On the attached image bellow is an single line which is perpendicular to the pathe curve. That line is patterned along the curve.
I am wondering if someone could give me idea how to get the start (fixed) point of each instance. I can do by creating intesection points between curve and each instance but problem happened when I try to sort the coords of the points by x or y value. Points are getting mixed. Coordinates of the points must be arranged by the instance order.
Any idea is gladly appreciated!
Solved! Go to Solution.
Can you get a point on curve percentage on each of the instances? If the directions are mixed, you might have to create 0 and 100 percent, and ask which one is closer to the parent curve.
Alternatively, you could use the distance by arc length to sort your intersection points. Just ask for distance to 0 percent point of the parent curve.
length, curves = theSession.Measurement.GetArcLengthBetweenPoints(p1, p2)
But then you can even calculate the arc length percentages your intersection points are at!
If you use workPart.Points.CreatePoint() (workPart.Points is a NXOpen.PointCollection)
with this signature
Signature CreatePoint(edgeCurve, scalarT, locationOption, updateOption)
I am not familiar with Python programming. I use VB.Net (VS2015) and search for the functions that you provided.
In the meaning time, I have used PointSet option to create points on curve (path used for pattern before) by equal arc length but the results are not what I expected.
Compare created points and start points of the instances are showed on the image bellow.
Hmm, that could either be a tolerance thing, or a display thing. Are they still different points if you set the display resolution to high in the Visualization Preferences?
If they really are different, I'd suggest creating the 0-percent points for each child curve.
The function names are usually the same. I just found out that the .NET reference is not available online. Weird. I'd look for the PointCollection.CreatePoint function.
Try running the following journal. Note that it assumes the objects that were patterned are lines (as shown in your screenshot), other objects may give errors or odd results.
Option Strict Off
Dim theSession As Session = Session.GetSession()
Dim theUfSession As UFSession = UFSession.GetUFSession()
Dim theUI As UI = UI.GetUI()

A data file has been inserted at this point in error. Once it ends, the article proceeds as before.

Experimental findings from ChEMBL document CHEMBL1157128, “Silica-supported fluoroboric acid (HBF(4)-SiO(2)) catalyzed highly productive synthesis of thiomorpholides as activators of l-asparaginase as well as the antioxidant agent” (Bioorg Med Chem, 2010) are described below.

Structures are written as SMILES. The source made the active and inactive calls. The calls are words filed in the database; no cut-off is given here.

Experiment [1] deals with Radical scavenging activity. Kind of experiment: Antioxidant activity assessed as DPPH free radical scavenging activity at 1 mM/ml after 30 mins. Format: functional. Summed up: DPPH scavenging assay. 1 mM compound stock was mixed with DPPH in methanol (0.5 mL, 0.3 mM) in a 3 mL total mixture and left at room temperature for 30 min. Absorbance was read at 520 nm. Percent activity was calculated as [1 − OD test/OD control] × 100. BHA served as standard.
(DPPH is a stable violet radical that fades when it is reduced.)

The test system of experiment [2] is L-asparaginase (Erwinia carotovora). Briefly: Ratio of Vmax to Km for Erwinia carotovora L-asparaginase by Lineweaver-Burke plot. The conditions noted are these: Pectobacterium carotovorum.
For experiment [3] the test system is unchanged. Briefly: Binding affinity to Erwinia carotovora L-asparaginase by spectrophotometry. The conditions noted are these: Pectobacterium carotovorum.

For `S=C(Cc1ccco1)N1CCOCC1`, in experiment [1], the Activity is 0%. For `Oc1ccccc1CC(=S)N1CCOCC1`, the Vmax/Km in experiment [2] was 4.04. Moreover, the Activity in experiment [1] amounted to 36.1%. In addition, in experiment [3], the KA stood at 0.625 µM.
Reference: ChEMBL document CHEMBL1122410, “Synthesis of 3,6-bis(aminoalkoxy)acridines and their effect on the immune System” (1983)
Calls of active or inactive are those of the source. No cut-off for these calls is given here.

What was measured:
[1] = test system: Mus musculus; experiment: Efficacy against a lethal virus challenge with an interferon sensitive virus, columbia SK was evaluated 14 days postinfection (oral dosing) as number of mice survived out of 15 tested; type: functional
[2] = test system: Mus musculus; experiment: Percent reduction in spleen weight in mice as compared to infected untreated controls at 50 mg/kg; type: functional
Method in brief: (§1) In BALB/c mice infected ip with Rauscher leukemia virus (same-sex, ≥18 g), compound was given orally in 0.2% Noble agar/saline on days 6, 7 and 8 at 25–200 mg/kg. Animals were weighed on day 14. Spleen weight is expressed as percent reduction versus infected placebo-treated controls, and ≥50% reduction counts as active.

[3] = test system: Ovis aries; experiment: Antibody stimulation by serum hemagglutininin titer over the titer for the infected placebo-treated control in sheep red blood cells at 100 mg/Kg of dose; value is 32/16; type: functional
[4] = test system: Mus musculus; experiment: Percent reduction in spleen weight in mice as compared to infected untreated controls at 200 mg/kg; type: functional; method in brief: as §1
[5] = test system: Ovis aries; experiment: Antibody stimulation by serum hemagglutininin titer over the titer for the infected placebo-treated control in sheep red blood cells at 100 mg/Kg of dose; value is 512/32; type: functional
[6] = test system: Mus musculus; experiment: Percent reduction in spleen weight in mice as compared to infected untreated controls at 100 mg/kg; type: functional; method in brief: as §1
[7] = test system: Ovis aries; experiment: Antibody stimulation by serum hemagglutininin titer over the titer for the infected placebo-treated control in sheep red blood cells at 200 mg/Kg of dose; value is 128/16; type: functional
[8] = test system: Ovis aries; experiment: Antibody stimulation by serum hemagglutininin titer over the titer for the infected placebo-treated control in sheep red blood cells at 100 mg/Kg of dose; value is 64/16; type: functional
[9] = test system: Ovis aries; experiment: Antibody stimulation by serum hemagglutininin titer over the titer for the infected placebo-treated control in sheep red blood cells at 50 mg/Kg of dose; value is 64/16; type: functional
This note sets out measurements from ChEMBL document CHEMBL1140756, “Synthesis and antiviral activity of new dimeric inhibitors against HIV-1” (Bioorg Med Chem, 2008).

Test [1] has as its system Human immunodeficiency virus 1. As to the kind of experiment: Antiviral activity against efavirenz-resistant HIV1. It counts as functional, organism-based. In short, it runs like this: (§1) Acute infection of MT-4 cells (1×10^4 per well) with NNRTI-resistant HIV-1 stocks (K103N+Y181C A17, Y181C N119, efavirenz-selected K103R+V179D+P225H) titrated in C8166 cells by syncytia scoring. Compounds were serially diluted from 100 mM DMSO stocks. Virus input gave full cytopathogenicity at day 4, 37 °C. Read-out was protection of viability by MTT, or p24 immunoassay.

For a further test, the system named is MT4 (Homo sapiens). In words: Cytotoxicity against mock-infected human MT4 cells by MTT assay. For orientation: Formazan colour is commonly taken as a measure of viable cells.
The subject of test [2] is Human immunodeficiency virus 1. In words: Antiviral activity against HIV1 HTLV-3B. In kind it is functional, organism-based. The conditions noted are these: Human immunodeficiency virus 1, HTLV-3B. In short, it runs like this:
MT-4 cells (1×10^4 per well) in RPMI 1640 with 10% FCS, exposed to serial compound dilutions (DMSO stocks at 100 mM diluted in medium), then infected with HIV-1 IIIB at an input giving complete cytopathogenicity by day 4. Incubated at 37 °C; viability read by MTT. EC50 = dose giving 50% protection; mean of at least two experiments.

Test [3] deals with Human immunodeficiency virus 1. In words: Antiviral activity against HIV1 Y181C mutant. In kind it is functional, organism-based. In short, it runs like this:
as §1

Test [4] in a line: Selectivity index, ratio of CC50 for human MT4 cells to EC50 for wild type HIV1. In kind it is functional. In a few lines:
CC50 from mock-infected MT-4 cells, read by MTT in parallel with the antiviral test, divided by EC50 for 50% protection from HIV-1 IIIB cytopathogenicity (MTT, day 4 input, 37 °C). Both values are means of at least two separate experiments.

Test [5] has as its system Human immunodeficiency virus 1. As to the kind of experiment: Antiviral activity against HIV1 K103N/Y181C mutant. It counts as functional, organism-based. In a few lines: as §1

Dim lw As ListingWindow = theSession.ListingWindow
Dim workPart As Part = theSession.Parts.Work
Dim myPatternGeo As Features.PatternGeometry = Nothing
Dim found As Boolean = False
For Each temp As Features.Feature In workPart.Features
If TypeOf (temp) Is Features.PatternGeometry Then
myPatternGeo = temp
found = True
If Not found Then
lw.WriteLine("no pattern geometry feature found")
Dim markId1 As Session.UndoMarkId
markId1 = theSession.SetUndoMark(Session.MarkVisibility.Visible, "NXJ")
Dim patternedObjs() As DisplayableObject
patternedObjs = myPatternGeo.GetAssociatedCurvesPointsDatums
lw.WriteLine("number of patterned objects: " & patternedObjs.Length.ToString)
lw.WriteLine("start points of patterned lines")
For Each temp As Line In patternedObjs
Public Function GetUnloadOption(ByVal dummy As String) As Integer
'Unloads the image immediately after execution within NX
GetUnloadOption = NXOpen.Session.LibraryUnloadOption.Immediately
This works great and there should not be a problem cause the object that I would like to pattern is always a single line.
There is one more thing that I would like to achieve. On the attached video you will see why I needed start point of each instance line. After instances are trimmed with some studio spline, I wanted to use start/end point to get midpoint of each trimmed curve. I have done it by using coordinates of start/end points for each trimmed curve.
Dim midPointX, midPointY As Double midPointX = (startPointX + endPointX) / 2 midPointY = (startPointY + endPointY) / 2
I believe there is some easier way by using NX functions.
If you need to create a point that is associative to the midpoint of the line, the .CreatePoint method has some options for that. If all you need are the unassociative coordinates of the midpoint for a given line, what you have is probably as easy as it gets.